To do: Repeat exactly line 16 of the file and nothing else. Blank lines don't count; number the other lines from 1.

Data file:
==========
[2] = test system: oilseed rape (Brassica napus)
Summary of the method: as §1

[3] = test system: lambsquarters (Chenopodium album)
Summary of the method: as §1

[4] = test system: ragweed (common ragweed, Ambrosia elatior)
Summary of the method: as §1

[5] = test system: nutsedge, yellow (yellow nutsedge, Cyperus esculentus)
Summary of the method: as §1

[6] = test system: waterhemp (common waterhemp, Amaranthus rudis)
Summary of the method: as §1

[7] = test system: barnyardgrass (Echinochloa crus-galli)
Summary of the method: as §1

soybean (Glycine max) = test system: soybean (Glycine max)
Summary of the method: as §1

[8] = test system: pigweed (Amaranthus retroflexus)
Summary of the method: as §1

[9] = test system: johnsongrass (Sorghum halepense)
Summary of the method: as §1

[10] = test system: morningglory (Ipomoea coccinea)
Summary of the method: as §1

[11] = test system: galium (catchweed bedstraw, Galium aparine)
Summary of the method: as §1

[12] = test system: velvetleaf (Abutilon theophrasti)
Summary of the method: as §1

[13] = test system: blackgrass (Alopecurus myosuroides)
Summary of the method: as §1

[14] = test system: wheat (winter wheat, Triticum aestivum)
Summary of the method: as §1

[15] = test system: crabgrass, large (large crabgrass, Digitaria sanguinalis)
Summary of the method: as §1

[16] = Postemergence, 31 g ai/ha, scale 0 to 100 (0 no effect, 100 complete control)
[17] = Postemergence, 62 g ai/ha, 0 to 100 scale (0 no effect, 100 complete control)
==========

Summary of the method: as §1